Gryffin talks about his background and his sold out, first ever, Lunar New Year event in electronic music at Avant Gardner.
Electronic music in the US has a wildly diverse following, and there’s no denying the commitment from the Asian supporters of the scene. So when Spring Festival was announced at Avant Gardner, it was surprising to see that this is the first event of its kind honoring Lunar New Year. The two-night event is being headlined by Gryffin and KSHMR, with the first night already sold out. Each of differing Asian backgrounds, these two headliners are a good example of cultural diversity in the scene. At the same time, we must acknowledge that the diversity of fans isn’t always reflected on stage, so it’s nice to see an effort to highlight such artists.
We sat down with Gryffin to learn more about his background and what this celebration means to him. He realizes that while our scene is doing a good job of increasing representation, we still have a long way to go. As he acknowledges the gender gap in the scene, it’s nice to see that one of the supporting artists is SunrYse, who has been supporting a number of big names lately including Above & Beyond, Markus Schulz, Lane 8, and Ben Bohmer. Read on for more on this topic, how Gryffin managed through 2022, and his favorite thing about NYC. Spoiler alert – I couldn’t agree more with his NYC observation!
Listen to Gryffin’s sophomore album, Alive, and read on below for the interview!
Thanks for taking the time to talk with us today. While I’d like to focus on your Lunar New Year event planned in NYC, let’s start with a little background. How was 2022 for you? How did you focus your time and energy in that year of flux?
2022 was a big and busy year for me. I released my sophomore album, Alive, and played my biggest show to date to almost 20,000 people at LA State Historic Park. I got to collaborate with artists I have looked up to and always dreamt about working with. Outside of music, I took the little time I had to work on my golf game and spending time with my family in Palm Springs.
Tell us more about Alive. Not only is this a huge album with 17 tracks, but it truly spans genres while being so clearly the Gryffin sound. How are you feeling about this release?
I’m very happy and relieved this album is finally out for the world to hear. I started making Alive during the beginning of the pandemic in 2020. It has been about a three year project as I wanted it to be perfect, and took my time really making sure every record could be the best it could be. Alive takes you through the human experience of emotions. The album helps you dive into what it means to be alive, to be human, human emotion, to feel, the senses.
With Spring Festival (Lunar New Year) approaching, please tell our readers about your Asian background.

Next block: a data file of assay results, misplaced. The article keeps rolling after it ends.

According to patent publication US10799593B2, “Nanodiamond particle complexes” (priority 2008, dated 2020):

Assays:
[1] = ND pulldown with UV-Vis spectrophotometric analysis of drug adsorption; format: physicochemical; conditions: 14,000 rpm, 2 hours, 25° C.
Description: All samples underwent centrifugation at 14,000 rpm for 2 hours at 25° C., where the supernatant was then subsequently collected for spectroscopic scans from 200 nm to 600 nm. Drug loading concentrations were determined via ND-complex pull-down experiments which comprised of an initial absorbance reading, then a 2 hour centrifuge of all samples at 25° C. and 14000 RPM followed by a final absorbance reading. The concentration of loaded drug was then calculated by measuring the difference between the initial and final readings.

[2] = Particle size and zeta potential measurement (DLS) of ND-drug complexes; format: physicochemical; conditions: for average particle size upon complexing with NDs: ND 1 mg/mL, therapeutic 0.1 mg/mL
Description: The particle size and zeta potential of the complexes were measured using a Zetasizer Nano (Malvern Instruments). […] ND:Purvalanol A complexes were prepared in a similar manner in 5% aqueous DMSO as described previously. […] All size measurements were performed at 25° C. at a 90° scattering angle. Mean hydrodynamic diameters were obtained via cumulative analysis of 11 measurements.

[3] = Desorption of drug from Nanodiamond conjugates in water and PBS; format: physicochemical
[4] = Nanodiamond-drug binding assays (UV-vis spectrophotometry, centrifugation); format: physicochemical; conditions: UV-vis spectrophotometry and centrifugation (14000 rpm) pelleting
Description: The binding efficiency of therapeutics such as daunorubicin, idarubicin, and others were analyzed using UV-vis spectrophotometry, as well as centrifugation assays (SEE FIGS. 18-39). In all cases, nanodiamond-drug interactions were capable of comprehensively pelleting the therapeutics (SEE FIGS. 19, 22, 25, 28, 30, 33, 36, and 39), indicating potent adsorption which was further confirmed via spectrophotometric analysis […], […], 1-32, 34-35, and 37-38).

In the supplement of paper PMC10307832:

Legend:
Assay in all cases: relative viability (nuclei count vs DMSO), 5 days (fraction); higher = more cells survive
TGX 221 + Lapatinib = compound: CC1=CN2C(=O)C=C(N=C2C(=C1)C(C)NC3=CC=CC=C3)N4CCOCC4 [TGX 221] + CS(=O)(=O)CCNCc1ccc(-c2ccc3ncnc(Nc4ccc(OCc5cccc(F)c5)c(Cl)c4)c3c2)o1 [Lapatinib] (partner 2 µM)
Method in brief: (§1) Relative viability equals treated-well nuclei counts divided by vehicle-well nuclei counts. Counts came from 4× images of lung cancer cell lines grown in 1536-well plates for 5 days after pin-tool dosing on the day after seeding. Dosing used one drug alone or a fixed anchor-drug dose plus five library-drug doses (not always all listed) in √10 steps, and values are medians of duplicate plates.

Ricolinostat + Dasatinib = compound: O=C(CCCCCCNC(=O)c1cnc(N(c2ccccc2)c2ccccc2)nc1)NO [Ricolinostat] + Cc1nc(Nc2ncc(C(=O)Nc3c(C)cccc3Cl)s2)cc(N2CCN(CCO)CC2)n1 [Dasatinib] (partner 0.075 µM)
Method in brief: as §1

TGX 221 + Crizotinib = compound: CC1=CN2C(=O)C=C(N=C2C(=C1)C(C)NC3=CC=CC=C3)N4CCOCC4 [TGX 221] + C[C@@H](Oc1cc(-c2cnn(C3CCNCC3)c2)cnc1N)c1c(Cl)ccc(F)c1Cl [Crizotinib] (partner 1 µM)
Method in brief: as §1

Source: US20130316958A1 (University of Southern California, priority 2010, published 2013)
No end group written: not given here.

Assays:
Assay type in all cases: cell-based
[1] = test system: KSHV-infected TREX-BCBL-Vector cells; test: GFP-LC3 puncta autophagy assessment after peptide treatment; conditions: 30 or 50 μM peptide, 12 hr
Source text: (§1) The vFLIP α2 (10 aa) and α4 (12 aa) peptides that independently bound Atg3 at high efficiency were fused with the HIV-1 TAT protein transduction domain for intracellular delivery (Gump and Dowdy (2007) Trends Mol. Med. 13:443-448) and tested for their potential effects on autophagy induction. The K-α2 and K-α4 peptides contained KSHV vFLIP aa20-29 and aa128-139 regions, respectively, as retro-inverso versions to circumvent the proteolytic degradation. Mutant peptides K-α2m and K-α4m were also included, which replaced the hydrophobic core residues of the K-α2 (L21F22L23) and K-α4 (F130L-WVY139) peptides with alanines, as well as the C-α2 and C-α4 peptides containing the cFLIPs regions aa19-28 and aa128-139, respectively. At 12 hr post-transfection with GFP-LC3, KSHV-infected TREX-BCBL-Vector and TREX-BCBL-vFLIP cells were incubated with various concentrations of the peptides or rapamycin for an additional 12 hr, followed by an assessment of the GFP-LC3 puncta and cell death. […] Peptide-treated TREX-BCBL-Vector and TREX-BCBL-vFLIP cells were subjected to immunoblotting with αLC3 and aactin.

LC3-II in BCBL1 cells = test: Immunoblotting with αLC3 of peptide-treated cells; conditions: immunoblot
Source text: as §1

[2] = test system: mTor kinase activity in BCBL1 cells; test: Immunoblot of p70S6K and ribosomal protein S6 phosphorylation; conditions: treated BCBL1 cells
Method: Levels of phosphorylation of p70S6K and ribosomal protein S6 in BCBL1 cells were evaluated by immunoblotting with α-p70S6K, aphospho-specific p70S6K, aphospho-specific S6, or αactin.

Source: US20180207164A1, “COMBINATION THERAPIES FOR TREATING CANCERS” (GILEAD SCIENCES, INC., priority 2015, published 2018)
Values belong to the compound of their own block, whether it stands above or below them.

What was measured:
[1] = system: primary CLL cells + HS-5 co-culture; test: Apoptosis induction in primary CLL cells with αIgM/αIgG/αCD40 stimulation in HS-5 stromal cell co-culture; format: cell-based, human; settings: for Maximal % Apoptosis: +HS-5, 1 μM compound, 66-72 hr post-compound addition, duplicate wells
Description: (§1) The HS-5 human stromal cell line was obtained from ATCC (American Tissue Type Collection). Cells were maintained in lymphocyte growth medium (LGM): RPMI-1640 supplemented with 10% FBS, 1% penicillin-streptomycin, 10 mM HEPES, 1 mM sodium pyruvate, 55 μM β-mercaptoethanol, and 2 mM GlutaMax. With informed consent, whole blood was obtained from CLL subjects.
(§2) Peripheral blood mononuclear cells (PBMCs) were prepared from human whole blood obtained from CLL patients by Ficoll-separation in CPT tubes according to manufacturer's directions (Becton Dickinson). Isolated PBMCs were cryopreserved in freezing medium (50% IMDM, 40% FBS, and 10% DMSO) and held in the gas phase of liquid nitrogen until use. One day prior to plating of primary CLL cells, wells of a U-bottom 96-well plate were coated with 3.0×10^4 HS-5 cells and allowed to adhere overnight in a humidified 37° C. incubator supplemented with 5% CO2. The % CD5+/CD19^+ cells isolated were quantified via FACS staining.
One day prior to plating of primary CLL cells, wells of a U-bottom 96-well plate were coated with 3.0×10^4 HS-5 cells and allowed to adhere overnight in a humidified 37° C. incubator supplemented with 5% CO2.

I grew up in a bi-racial setting. My dad comes from German and English descent, while my mom immigrated from Japan to America when she was 18 years old. So while I had an American upbringing for some aspects, there was an equal part of me that grew up with Japanese culture around me. I went to Saturday Japanese school as a young kid and my mom always had Japanese television shows playing in the background. Looking back on it, it was really cool for me to have experienced such different cultures at a young age, and I’m really thankful for that today.
How do you feel about headlining for the first US-based Lunar New Year event in the electronic music scene, and that KSHMR who also has an Asian background is headlining the second night?
It’s an honor to headline an event that celebrates such a huge annual moment for Asian people all around the world. Being able to do it with another Asian-American producer like KSHMR is such a privilege and I can’t wait to play!
Can you describe how different Asian cultures honor the Lunar New Year and what this means specifically to you and your culture?
Personally, my family did not celebrate Lunar New Year as my mother is Japanese and the event is not widely celebrated in Japan. I have a few friends of Vietnamese and Chinese descent that I’ve had the privilege of sharing a few Lunar New Years with and the experience has always been amazing. Seeing how the event brought together friends and family helped me see how important of an event this was to so many people around the world and made me appreciate it more over the years. The red envelopes were always a nice treat! (Laughs)
Any other thoughts about how our scene can continue to be more inclusive, while also continuing to expand? You’ve called upon the GRAMMY’s to add a Best Electronic/Dance Producer category, which would do a lot to introduce our scene to a broader audience. How do we expand while remaining true to our roots?
I think continuing to highlight new artists of different ethnic and cultural backgrounds is very important. The scene itself is still super male dominated, and predominantly white/Caucasian. I still think having more female representation within the scene, as well as highlighting more global sounds and artists, could be a really cool way to expand the genre and keep it diverse.
To wrap this up, you’ve spent plenty of time in NYC. What’s your favorite thing about the city that never sleeps? Any favorite activities or food spots you want to share?
Unquestionably the energy. There is nothing in the entire United States that can match the energy and vibrancy of New York. It makes me want to work so hard, and take advantage of every opportunity that comes my way. Lowkey, I love Los Tacos No1 in the Chelsea Market. Whenever I’m in need of some good tacos on the east coast, that’s my spot.